Community Health Center of Lubbock Dramatically Decreases Antibiotic Use

Through dedicated intervention efforts and free technical assistance from the TMF Quality Improvement Network Quality Innovation Organization (QIN-QIO), the Community Health Center of Lubbock (CHCL), Texas, decreased its antibiotic use for adult bronchitis patients from 100% to 20% in just one year.

Starting in September 2017, key team members audited ICD-10 codes J.20.4 to J.20.9 to determine the number of acute uncomplicated adult primary bronchitis patients seen and they found that all of them received antibiotics. According to the Centers for Disease Control and Prevention (CDC), antibiotics are not recommended for routine viral treatment of uncomplicated acute bronchitis. At least 2 million illnesses and 23,000 deaths each year are due to antibiotic resistance, and the CDC estimates that at least 30% of antibiotics prescribed in the outpatient setting are unnecessary.

To decrease antibiotic use, CHCL enlisted physicians and mid-level providers in using evidence-based protocols. It initiated an antibiotic stewardship educational program for staff and then for patients and families. Hanging posters, as well as having patients and families read educational handouts before being seen by the providers, presented opportunities for patients and family to ask questions of their providers.

CHCL is a federally qualified health center that has eight clinics within the city of Lubbock. It also operates two mobile units that provide medical services to surrounding counties. The administration suspected that CHCL’s antibiotic use was higher than recommended and signed an agreement to participate in the TMF QIN-QIO’s Outpatient Antibiotic Stewardship initiative. Providers and staff received specific antibiotic stewardship education and patients and families were given a laminated handout to review before seeing a provider to help explain appropriate antibiotic use and the harm of unnecessary antibiotic use.

Dr. Allan Camacho, CHCL medical director, said the initiative spread. “Our administrator sent out weekly emails on infection prevention strategies to remind the staff of hand hygiene, flu shots and environmental cleaning,” he said. The administration also contracted a consulting group to review and scan high-touch inanimate contact items (such as phones, keyboards, etc.) to quantify the levels of soils contamination. Those results, as well as appropriate correctional education information, were important feedback for the staff. This helped engage the staff to prevent infections, which is a significant strategy in antibiotic stewardship.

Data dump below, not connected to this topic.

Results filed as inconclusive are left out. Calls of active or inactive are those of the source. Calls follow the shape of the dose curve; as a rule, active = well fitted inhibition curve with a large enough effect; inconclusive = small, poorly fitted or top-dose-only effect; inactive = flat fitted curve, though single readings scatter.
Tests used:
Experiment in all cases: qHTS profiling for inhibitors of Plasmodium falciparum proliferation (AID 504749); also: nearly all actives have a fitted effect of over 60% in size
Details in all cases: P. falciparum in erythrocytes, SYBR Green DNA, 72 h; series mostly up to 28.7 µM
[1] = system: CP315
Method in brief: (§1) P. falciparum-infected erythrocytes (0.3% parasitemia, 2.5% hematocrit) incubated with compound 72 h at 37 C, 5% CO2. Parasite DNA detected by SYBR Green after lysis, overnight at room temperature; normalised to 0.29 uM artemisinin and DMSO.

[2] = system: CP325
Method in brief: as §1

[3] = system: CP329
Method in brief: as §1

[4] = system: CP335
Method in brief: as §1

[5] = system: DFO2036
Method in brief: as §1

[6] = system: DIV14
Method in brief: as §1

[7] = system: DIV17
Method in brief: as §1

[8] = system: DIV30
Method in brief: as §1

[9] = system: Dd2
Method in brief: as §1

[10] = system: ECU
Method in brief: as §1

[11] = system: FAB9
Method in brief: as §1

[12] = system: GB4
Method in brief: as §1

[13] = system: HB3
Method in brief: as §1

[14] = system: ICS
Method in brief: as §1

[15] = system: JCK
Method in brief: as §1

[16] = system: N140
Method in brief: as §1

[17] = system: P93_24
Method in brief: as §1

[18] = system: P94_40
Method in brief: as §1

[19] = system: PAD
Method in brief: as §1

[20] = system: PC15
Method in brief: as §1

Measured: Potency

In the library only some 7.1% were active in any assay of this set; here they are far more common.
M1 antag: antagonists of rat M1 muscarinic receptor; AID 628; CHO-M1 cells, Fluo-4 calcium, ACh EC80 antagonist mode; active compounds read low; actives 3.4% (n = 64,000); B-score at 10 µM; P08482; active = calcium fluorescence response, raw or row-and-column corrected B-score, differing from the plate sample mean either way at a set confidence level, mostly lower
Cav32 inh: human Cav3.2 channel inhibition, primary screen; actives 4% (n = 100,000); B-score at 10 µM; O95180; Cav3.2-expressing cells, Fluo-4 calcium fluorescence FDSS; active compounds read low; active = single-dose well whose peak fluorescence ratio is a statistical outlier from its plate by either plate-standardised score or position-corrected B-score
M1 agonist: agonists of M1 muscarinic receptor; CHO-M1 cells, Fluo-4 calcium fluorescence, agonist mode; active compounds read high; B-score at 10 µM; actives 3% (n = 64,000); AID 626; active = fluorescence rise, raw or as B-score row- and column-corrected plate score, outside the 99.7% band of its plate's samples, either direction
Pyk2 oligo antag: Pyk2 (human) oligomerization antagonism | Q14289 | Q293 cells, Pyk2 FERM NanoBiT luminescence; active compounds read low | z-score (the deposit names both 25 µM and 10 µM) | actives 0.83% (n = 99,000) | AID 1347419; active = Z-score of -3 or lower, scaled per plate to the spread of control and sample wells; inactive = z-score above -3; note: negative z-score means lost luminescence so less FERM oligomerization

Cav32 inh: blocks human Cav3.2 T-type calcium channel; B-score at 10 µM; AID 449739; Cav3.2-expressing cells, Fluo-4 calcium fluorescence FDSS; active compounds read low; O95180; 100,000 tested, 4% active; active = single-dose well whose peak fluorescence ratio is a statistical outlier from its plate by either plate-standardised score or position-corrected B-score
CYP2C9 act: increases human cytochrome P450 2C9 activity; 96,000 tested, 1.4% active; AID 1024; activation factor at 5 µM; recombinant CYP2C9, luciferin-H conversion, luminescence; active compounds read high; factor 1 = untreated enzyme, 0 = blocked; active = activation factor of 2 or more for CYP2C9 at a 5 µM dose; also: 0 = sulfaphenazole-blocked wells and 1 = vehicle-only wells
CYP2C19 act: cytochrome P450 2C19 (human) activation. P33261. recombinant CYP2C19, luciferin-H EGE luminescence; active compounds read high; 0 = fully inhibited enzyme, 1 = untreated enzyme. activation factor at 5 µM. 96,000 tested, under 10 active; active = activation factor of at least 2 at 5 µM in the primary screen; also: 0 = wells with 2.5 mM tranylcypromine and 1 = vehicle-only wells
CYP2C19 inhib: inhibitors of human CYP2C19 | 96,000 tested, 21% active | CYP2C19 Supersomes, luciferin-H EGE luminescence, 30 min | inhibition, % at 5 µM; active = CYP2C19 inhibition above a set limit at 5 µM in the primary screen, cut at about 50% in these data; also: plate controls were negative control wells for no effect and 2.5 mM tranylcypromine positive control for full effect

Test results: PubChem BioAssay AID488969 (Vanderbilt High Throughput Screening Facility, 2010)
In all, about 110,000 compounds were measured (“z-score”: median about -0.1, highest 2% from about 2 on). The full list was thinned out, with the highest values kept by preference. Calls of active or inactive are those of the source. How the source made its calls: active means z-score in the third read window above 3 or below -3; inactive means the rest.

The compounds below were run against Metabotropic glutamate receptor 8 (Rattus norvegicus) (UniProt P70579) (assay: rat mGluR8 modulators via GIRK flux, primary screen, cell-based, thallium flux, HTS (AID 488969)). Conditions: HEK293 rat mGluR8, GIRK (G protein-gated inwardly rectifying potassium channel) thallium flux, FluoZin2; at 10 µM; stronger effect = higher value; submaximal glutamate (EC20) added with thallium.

“TMF’s Karen Rypkema Degtoff also helped us by providing educational materials for staff and patients, quarterly webinars, plus resources to assist our ambulatory services’ antibiotic stewardship program with suggested protocol and guidelines,” Dr. Camacho said. CHCL found the TMF QIN-QIO’s strategies to improve physician styles of communication to aide patient understanding so useful that the health center’s new provider orientation now includes the TMF QIN-QIO recording of Rita Mangione-Smith, MD, professor and chief of the Division of General Pediatrics and Hospital Medicine at the University of Washington Department of Pediatrics.

Another tool that CHCL used when prescribing antibiotics was an antibiogram, which quantifies the sensitivity of bacteria found on the cultures to various antibiotics for gram-positive and gram-negative organisms. The antibiogram can help tracks changes in antibiotic susceptibility over time. “The availability and information derived from the local antibiogram was beneficial and offered reinforcement for appropriate antibiotic use for our patients,” said Dr. Camacho. CHCL also provided feedback to each provider’s antibiotic utilization for patients diagnosed with acute uncomplicated adult primary bronchitis in a timely manner. The providers could also see how they compared anomalously to the other providers within the practice.

Because of these efforts, CHCL achieved an 80% decrease in antibiotic usage among adults with acute bronchitis by September 2018. The clinics continue to encourage providers to use antibiograms consistently for appropriate antibiotic use according to evidence-based protocols and guidelines. CHCL also wants to expand its current monitoring to include uncomplicated adult female urinary tract infections.

The TMF QIN-QIO works with outpatient providers in Arkansas, Missouri, Oklahoma, Puerto Rico and Texas to develop a comprehensive antibiotic stewardship program to combat antibiotic-resistant bacteria. This coordinated initiative promotes the appropriate use of antimicrobials (including antibiotics), improves patient outcomes, reduces microbial resistance and decreases the spread of infections caused by multidrug-resistant organisms. For more information, contact ABSnetwork@tmf.org.

This material was created by TMF Health Quality Institute, the Medicare Quality Innovation Network Quality Improvement Organization, under contract with the Centers for Medicare & Medicaid Services, an agency of the U.S. Department of Health and Human Services. This content does not necessarily reflect CMS policy. 11SOW-QINQIO-C3.10-19-07 Revised 05/2020